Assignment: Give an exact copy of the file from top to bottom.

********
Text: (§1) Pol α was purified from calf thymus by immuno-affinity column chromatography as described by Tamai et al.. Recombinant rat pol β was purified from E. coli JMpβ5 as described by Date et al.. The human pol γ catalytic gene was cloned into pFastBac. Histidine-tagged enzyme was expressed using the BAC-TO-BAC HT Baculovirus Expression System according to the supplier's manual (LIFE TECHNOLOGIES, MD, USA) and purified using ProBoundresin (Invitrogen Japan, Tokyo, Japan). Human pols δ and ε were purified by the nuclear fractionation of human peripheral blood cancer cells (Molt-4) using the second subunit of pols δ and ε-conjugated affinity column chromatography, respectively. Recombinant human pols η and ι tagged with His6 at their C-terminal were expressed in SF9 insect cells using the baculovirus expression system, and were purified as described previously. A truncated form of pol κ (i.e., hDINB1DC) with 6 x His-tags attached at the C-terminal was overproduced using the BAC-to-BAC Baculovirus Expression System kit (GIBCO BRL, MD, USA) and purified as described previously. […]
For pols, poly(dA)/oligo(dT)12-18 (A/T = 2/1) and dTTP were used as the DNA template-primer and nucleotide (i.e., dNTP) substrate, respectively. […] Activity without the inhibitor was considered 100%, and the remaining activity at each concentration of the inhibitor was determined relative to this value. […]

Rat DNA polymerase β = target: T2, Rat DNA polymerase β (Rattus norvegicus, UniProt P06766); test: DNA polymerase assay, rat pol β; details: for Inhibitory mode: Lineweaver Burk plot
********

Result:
Text: (§1) Pol α was purified from calf thymus by immuno-affinity column chromatography as described by Tamai et al.. Recombinant rat pol β was purified from E. coli JMpβ5 as described by Date et al.. The human pol γ catalytic gene was cloned into pFastBac. Histidine-tagged enzyme was expressed using the BAC-TO-BAC HT Baculovirus Expression System according to the supplier's manual (LIFE TECHNOLOGIES, MD, USA) and purified using ProBoundresin (Invitrogen Japan, Tokyo, Japan). Human pols δ and ε were purified by the nuclear fractionation of human peripheral blood cancer cells (Molt-4) using the second subunit of pols δ and ε-conjugated affinity column chromatography, respectively. Recombinant human pols η and ι tagged with His6 at their C-terminal were expressed in SF9 insect cells using the baculovirus expression system, and were purified as described previously. A truncated form of pol κ (i.e., hDINB1DC) with 6 x His-tags attached at the C-terminal was overproduced using the BAC-to-BAC Baculovirus Expression System kit (GIBCO BRL, MD, USA) and purified as described previously. […]
For pols, poly(dA)/oligo(dT)12-18 (A/T = 2/1) and dTTP were used as the DNA template-primer and nucleotide (i.e., dNTP) substrate, respectively. […] Activity without the inhibitor was considered 100%, and the remaining activity at each concentration of the inhibitor was determined relative to this value. […]

Rat DNA polymerase β = target: T2, Rat DNA polymerase β (Rattus norvegicus, UniProt P06766); test: DNA polymerase assay, rat pol β; details: for Inhibitory mode: Lineweaver Burk plot